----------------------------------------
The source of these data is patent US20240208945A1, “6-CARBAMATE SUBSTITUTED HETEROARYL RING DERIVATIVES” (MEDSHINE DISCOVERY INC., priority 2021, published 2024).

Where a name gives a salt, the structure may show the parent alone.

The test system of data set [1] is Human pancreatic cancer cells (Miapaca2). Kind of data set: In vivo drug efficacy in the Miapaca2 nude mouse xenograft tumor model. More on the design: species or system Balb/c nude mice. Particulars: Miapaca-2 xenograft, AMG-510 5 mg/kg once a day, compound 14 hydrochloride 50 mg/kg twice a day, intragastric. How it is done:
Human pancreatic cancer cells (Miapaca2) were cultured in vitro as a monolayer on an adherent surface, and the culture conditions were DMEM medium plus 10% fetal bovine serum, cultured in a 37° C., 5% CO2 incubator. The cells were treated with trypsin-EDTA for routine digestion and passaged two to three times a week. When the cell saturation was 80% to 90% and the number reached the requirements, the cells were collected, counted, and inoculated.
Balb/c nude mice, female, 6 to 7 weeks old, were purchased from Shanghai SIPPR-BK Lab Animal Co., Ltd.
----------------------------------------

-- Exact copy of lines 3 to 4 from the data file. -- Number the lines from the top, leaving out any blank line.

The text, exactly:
The test system of data set [1] is Human pancreatic cancer cells (Miapaca2). Kind of data set: In vivo drug efficacy in the Miapaca2 nude mouse xenograft tumor model. More on the design: species or system Balb/c nude mice. Particulars: Miapaca-2 xenograft, AMG-510 5 mg/kg once a day, compound 14 hydrochloride 50 mg/kg twice a day, intragastric. How it is done:
Human pancreatic cancer cells (Miapaca2) were cultured in vitro as a monolayer on an adherent surface, and the culture conditions were DMEM medium plus 10% fetal bovine serum, cultured in a 37° C., 5% CO2 incubator. The cells were treated with trypsin-EDTA for routine digestion and passaged two to three times a week. When the cell saturation was 80% to 90% and the number reached the requirements, the cells were collected, counted, and inoculated.